Dance review: Heady, thought-provoking display of why men play like they do

Nay Nai, a dance performance conceptualised by Thai dancerchoreographer Pichet Klunchuni, styled as a high-energy reality television competition, with four dancers and four segments. -- PHOTO: NATTAPOL MEECHART
Nay Nai, a dance performance conceptualised by Thai dancerchoreographer Pichet Klunchuni, styled as a high-energy reality television competition, with four dancers and four segments. -- PHOTO: NATTAPOL MEECHART

Dripping with heady testosterone, Pichet Klunchun's latest creation, Nay Nai, is a thought-provoking display of aggressive physicality and stunning control.

The dancer-choreographer who is best known for his boundary-breaking contemporary take on the classical Thai masked dance drama, Khon, delves into the unique world of gentlemen-in-waiting who served in the royal court of Thailand in the early 20th century.

To the melodic lilt of a piano, the audience is compelled to observe the lit stage, punctuated by four rope-entwined poles and four pairs of lace-up boots. This tuning of the senses allows for a heightened awareness to the on-stage action that is to take place.

Four dancers, including Klunchun himself, enter with transparent plastic costumes on hangers which are lit by neon fluorescent tubes from within. These colourful costumes are raised like flags, so they preside over the subsequent friendly taunting and act as a reminder of why the men play like they do.

Echoing the rigorous training nay nai, or gentlemen-in-waiting, go through, the cast charges at one other with punching bags and wrestle relentlessly. There are the young and reckless, and the venerable and serene.

Moments of humour emerge as one dancer teases the other. Unexpected hints of elegance shine through the benign violence, adding an intriguing dimension of beautiful surprise. These men are team mates and rivals, friends and foes. Like contestants on a reality TV show, they share the same spirit and aspiration.

The games segue into a physical enactment of Thai King Rama VI's adaptation of the western play My Friend Jarlet, with each dancer playing a character from the tale of friendship and sacrifice. Striking a series of poses which evoke grief, distress and love, the cast perform with a coolly unrehearsed quality, easing their way into profiled stances much like figures in a frieze.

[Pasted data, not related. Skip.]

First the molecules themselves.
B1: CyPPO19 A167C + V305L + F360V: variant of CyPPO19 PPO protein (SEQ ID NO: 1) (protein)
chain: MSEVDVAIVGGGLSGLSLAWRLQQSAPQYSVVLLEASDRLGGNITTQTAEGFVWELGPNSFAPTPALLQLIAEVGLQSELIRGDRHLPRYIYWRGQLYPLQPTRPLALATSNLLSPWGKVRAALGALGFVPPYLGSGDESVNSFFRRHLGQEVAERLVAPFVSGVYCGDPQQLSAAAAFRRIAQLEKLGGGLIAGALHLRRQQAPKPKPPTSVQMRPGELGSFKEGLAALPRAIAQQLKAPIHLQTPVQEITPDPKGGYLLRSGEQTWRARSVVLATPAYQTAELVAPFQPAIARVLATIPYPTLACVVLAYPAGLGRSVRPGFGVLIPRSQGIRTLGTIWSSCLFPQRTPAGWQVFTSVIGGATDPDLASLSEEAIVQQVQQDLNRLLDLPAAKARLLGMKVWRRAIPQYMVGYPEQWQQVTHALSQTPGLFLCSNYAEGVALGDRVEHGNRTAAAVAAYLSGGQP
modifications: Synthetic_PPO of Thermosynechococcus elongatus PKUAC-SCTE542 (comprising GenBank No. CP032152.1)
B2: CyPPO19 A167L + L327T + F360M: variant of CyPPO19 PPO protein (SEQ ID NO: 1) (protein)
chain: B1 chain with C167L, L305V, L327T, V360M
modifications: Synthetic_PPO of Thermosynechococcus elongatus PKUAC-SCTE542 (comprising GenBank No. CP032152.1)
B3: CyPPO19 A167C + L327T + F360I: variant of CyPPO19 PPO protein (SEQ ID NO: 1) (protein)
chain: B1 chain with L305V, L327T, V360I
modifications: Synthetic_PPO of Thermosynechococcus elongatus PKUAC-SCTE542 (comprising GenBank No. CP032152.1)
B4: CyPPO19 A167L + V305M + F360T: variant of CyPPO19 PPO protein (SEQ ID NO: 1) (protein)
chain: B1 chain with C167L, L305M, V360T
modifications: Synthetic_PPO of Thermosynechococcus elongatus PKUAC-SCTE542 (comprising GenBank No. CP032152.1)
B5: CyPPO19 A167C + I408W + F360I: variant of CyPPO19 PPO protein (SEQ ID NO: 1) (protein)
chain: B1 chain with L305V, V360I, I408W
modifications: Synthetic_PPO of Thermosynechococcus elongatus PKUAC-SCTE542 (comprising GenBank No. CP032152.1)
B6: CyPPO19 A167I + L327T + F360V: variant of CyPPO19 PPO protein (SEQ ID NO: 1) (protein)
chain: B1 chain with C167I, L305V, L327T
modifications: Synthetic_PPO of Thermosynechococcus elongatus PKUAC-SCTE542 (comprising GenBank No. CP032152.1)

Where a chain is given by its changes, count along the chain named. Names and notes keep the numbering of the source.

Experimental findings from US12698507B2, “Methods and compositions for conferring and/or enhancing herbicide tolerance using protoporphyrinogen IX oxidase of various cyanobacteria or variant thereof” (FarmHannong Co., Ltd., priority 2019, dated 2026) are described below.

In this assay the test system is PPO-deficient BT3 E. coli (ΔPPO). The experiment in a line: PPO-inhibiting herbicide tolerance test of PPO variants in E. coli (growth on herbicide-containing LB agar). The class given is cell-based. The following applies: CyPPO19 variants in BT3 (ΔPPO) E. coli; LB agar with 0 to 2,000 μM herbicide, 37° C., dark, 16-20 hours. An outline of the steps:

Then, as a Thai karaoke song plays, stillness turns to movement and the stage comes to life. The menacing march of a soldier, the stately grace of a woman and the crumpling of a dying man are seamlessly woven into the intricately detailed hand gestures and inflections of Thai classical dance. Klunchun is mesmerising here, his dancing coloured with a tranquil femininity that is potent in its subtlety.

The drama disintegrates quickly, as punching bags are picked up once more and heaved onto shoulders. The raw ugliness of training resumes.

Gradually, the ferocious charging stops. One dancer lowers his suit from the ceiling, lifts it like a prize and punches the air in victory before leaving the stage. The others do likewise, having garnered the right to perform. What happened before was but an audition, a rehearsal. All the world's a stage, and now they are ready for it.

Klunchun remains, sitting on a chair as though installed on a throne. The audience applauds as his fellow dancers return to take their bows. They gather behind Klunchun, breaking into a comical groove while the choreographer's icy gaze seems to emanate an unruffled cynicism.

Book it

NAY NAI

Where: 72-13 Mohamed Sultan Road

When: Wednesday to Saturday, 8pm

Admission: $35 from Peatix (go to naynai.peatix.com)